I work for a company which manufactures, sells and sometimes installs alzheimer patient wander alert systems.. To keep it short, the systems consist of 1) a small radio transmitter worn by a nursing home patient; 2) a radio receiver; & 3) a magnetic lock. When the patient nears the door, the transmitter is picked up by the receiver which sets an alarm off and engages the mag lock, thereby securing the door. (The systems meet the requirements of the NFPA LSC for use in Special Locking Arrangements)
The system's 12v transformer is plugged into a standard 110v receptacle. Some facilities have chosen to have their Maintenance staff install the systems, and in these cases, the Maintenance staff have had an Electrician tie in to the Exit lights in order to run wire for the receptacle. (basically to save money) In some states this isn't a problem, but in other states it might be. I have advised my company we should discourage this practice nationwide because I feel it is in violation of NEC 517-32. The company feels we should argue that our system is, in essence, a communication device used to alert nursing staff of an emergency situation which requires their response, and we should present this argument to Code Inspectors if they don't approve...
My Question: Who's right?
By the way, I'm not an electrician.. My job involves coordinating the installation of our systems in accordance with the state/local code.
You can email me at firstname.lastname@example.org if you have questions.
I'm not sure about the source of the power, but I would hope that the Receptacles are not in areas readily accessble to someone looking for a place to plug something else in or where the transformer could be unplugged or knocked out accidentally.
The receptacles have generally been mounted above drop ceilings so they are not accessible. In situations where there is no drop ceiling, the receptacles are mounted in attics or other locations which would prohibit anyone from disconnecting the system or plugging in anything else for that matter.
Tim, 517-32-d does seem to be applicable to your application, yet it may be interpreted differently , depending on your installation location. I know that the NFPA is quite a library, of which the average sparky like myself may only have NFPA 70, 72, maybe 101. I have also been told the more stringent code would apply, so it would behoove you to research this, hopefully to your advantage, in those books out of the electrical realm as well.
I've also posted this question on the IAEI (International Association of Electrical Inspectors) website and received quite a bit of information. It seems the Inspectors are leaning more towards allowing it under 517-32 (c) which provides that alarm systems may be tied in. This makes more sense because the system is an alarm, however, it also raises a new question: Because this section lists only fire alarms and alarms which are part of a system used for the piping of nonflammable medical gases, can an alarm which is neither of those be attached?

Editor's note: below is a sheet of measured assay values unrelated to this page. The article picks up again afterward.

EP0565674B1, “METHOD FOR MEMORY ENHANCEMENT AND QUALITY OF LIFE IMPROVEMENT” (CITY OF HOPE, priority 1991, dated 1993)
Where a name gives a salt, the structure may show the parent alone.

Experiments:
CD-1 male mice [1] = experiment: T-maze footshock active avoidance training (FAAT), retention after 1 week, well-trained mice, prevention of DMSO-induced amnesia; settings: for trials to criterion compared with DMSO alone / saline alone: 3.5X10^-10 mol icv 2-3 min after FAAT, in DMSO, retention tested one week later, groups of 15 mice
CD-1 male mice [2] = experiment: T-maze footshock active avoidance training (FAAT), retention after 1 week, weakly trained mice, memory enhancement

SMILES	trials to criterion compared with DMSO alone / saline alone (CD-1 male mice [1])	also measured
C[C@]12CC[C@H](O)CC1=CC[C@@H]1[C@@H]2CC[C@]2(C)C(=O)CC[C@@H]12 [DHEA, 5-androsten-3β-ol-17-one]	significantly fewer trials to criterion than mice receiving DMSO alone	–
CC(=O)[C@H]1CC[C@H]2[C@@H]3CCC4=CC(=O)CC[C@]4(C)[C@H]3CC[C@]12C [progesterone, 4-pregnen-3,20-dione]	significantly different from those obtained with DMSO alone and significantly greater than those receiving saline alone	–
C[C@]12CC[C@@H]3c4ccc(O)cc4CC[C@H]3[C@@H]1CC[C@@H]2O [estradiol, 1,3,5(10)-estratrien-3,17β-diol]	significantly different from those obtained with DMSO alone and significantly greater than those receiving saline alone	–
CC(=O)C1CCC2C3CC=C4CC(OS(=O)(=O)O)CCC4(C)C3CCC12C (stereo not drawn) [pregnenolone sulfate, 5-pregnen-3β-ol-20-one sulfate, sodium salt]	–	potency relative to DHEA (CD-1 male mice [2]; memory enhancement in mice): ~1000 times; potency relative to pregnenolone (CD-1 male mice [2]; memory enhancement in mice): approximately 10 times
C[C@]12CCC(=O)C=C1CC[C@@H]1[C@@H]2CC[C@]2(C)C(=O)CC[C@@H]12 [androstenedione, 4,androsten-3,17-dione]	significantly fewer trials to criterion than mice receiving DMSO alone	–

Another point I have mentioned on the IAEI site is that our system is connected to the fire alarm panel. Should the fire panel become actuated or disabled, our system is automatically disconnected. Because of this design (which is required by NFPA LSC 101, 5-126.96.36.199)our system can exert no additional drain on the LSB in the event of an emergency situation. Additionally, the system is UL tested and approved.
The point you raise regarding differing opinions depending on location is well taken. My job was just recently created by this company because of the nightmarish task of compiling a comprehensive dataset of every statute, rule, regulation and code which may apply to the installation/use of our systems in each of the 50 states & the District of Colombia. Not only must I gather the data regarding State Electrical Codes, but that related to Life Safety, Building Codes, Electrician Licensing, Contractor Licensing, State & Federal codes regarding nursing facilities, and, in some states, City and County Codes for all the above.
The reality is that there is nothing uniform about the application of these codes at the local levels. Even in jurisdictions which have adopted model codes, (such as the NEC) there are often amendments where they pick and choose how they will (or won't) apply certain sections. Top this off with the fact there is often very subjective interpretation of particular sections, and you could have a company such as mine becoming very frustrated, very quickly.